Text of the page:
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Press Release 06-30-2023

Covius Services Sued by EEOC for Disability Discrimination

Employer Rejected Qualified Applicant Due to Disability and Related Medication Use, Federal Agency Charges

SEATTLE — Covius Services, LLC, a provider of services, solutions and technology for financial companies, violated federal law by rejecting a qualified applicant for a position in Spokane Valley, Washington because of her disability and need for prescribed medication, the U.S. Equal Employment Opportunity Commission (EEOC) charged in a lawsuit filed June 29, 2023.

According to the EEOC’s lawsuit, Covius promptly scheduled Kelli Ebert for a job interview after an outside recruiter identified her as a qualified candidate for a customer service position. During the interview, Ebert shared that she had chronic conditions which required her to take prescribed pain management medication. Covius declined to hire her and explained to the recruiter that it did not hire Ebert, despite her experience, due to her use of these medications, the EEOC said. Around the same time, Covius hired at least two other applicants with similar or lesser qualifications in the same office.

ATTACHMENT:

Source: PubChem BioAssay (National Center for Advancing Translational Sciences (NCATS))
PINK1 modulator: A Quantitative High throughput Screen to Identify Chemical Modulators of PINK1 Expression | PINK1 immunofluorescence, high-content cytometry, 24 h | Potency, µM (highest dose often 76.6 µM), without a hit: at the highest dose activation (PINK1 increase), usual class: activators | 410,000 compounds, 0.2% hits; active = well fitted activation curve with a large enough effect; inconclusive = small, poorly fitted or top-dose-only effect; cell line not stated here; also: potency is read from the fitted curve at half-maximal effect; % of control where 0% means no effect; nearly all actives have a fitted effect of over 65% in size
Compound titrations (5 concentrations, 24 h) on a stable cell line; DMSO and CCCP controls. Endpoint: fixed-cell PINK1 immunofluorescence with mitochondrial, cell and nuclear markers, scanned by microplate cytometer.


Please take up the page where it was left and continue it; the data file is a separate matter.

Such alleged conduct violates the Americans with Disabilities Act (ADA), which prohibits employers from refusing to hire qualified applicants due to an actual or perceived disability. The EEOC filed its lawsuit in U.S. District Court for the Eastern District of Washington (EEOC v. Covius Services, LLC, Case No. 2:23-cv-00186) after first attempting to reach a pre-litigation settlement through its administrative conciliation process. The EEOC’s lawsuit seeks back pay, compensatory and punitive damages for Ebert, and injunctive relief designed to prevent such discrimination in the future.

“Fighting prejudice against people who need medication is an integral part of the EEOC’s work to eliminate employment barriers for workers with disabilities,” said EEOC Seattle Field Director Elizabeth Cannon. “The ADA protects employment opportunity for applicants who can accomplish the essential functions of the job, with or without reasonable accommodation.”

EEOC Senior Trial Attorney Amos Blackman added, “The law is clear. Rejecting an applicant for using medication to treat a physical impairment is a form of illegal disability discrimination. No one should have to choose between using a medication they need and getting a job for which they are qualified.”

The EEOC’s Seattle Field Office has jurisdiction over Washington, Alaska, Oregon, Idaho, and Montana.

For more information on disability discrimination, please visit

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